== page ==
Arrangements are also in hand for the implementation of two new interdepartmental initiatives on Conflict Prevention to enhance collaboration between my Department, the Foreign and Commonwealth Office and the Ministry of Defence. One will be for Africa--to be managed by a Ministerial Committee headed by myself; and the second for the Rest of the World--to be managed by a Ministerial Committee headed by the Foreign Secretary.
25. Mr. Gordon Prentice: To ask the Secretary of State for International Development what steps she is taking to ensure that development assistance is not granted for the construction of dams whose effect would be to restrict the flow to countries downstream. 
Clare Short: We are not currently involved in providing development assistance for dam construction but we understand the importance of dams for water storage, and the regulation of river flows. We also recognise the potentially negative effects of dams, including changes to downstream flow regimes. In this context both insufficient releases during times of low flow, and excess releases in times of flood, are of equal relevance. Both have potentially devastating effects on the lives and livelihoods of people living downstream. We look forward to the launch of the report of the World Commission on Dams, in London next month, for which we have contributed financial support. This will provide guidance on balancing the positive developmental benefits of dams, against the detrimental social and environmental impacts. It will inform any future assistance we may give on dams projects, and provide a basis for a position paper on dams and development that we will issue next year.
26. Mr. Evans: To ask the Secretary of State for International Development what recent discussions she has had with her counterparts in other European Union member states about the efficient delivery of European Union aid to developing countries. 
25 Oct 2000 : Column: 139W
Clare Short: I frequently meet my counterparts from the other EU member states. We most recently met as a group at the May 2000 Development Council. My Under-Secretary of State attended a seminar in Paris in June to discuss reform with EU Development Ministers and officials and non-governmental organisations. I met the French Development Minister, Charles Josselin, in July to discuss plans for improving EC development policy during the current French Presidency of the Union. This issue will also be discussed at the next meeting of the Development Council on 10 November.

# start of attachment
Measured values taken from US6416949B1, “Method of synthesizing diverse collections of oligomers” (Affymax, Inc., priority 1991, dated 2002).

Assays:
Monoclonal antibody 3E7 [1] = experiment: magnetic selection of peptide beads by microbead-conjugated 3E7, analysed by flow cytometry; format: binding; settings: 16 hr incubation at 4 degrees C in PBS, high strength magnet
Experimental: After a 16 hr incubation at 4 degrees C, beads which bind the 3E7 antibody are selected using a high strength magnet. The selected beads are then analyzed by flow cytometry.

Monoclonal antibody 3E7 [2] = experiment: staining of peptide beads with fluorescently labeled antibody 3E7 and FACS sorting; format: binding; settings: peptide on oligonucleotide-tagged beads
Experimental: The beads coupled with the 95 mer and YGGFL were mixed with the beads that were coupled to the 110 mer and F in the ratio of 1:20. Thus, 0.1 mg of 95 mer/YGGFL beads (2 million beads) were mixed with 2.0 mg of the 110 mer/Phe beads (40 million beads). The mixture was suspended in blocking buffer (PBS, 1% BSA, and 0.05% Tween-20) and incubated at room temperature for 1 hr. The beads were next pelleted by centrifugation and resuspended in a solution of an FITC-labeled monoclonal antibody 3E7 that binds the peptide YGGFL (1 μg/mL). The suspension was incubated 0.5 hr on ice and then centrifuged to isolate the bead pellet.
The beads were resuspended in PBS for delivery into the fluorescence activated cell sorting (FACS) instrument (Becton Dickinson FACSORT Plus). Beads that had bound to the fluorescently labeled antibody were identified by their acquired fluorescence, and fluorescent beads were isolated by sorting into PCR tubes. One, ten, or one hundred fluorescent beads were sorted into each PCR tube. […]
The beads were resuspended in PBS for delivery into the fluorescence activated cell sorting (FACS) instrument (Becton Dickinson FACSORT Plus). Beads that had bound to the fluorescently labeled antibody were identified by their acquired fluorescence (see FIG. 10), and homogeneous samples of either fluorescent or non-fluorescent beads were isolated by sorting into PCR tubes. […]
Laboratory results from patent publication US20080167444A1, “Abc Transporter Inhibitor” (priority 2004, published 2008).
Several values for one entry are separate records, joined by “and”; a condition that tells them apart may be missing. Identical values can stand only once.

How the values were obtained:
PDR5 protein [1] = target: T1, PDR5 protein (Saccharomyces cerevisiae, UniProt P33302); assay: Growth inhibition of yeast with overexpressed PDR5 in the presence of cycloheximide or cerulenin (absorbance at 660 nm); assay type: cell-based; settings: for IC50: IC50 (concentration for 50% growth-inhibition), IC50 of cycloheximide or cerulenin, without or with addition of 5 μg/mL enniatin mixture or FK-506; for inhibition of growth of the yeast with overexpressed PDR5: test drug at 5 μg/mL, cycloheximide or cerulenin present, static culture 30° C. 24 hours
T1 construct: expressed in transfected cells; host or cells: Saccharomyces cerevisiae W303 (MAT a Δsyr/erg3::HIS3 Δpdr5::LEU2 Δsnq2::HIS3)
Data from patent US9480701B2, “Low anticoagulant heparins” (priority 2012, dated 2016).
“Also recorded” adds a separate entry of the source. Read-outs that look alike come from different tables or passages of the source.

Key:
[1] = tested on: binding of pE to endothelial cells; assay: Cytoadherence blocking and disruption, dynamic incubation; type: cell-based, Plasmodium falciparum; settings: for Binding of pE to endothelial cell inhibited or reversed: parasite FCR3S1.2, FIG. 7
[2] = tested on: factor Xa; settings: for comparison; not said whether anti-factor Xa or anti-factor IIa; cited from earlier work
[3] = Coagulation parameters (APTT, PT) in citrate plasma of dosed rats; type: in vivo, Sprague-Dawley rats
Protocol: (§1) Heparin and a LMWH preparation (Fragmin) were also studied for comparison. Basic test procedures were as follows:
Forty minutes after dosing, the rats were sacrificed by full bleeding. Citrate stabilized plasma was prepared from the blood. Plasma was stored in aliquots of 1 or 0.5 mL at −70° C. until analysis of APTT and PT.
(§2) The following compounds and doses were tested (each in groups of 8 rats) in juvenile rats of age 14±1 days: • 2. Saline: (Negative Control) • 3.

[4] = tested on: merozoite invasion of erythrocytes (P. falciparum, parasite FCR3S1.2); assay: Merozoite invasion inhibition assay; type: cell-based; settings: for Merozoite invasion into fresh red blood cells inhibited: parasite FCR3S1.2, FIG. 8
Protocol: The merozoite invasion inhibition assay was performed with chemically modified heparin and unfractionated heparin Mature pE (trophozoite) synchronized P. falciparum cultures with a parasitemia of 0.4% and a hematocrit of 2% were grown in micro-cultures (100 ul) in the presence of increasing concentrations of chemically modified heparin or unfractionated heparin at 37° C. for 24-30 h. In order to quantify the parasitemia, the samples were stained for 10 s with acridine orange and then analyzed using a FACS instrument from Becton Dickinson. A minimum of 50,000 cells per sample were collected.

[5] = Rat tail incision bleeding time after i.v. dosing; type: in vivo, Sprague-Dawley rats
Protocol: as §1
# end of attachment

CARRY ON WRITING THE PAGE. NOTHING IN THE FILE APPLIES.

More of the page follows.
27. Dr. Cable: To ask the Secretary of State for International Development if she will make a statement on the activities of the IMF as they affect developing countries, following its annual meeting. 
Clare Short: At the Annual Meetings, IMF Governors including the UK strongly supported the objective of making globalisation work for all and reaffirmed the importance of the IMF's role in developing countries. The IMF's key responsibilities are to promote international financial stability, contribute to the establishment of sound macro-economic and financial policies and encourages pro-poor economic growth. The Government particularly welcome the commitment to speed up progress in implementing the enhanced initiative for Heavily Indebted Poor Countries (HIPC). We have strongly supported strengthening the link between the IMF's Poverty Reduction and Growth Facility and countries' Poverty Reduction Strategies. We also welcome efforts to improve collaboration between the IMF and the World bank. We will press for further progress in all these areas. We will also continue to encourage the IMF to take greater account of the relationship between stabilisation, structural issues, poverty and growth, and to support broad debate within countries about the design and impact of their policies.
|Next Section||Index||Home Page|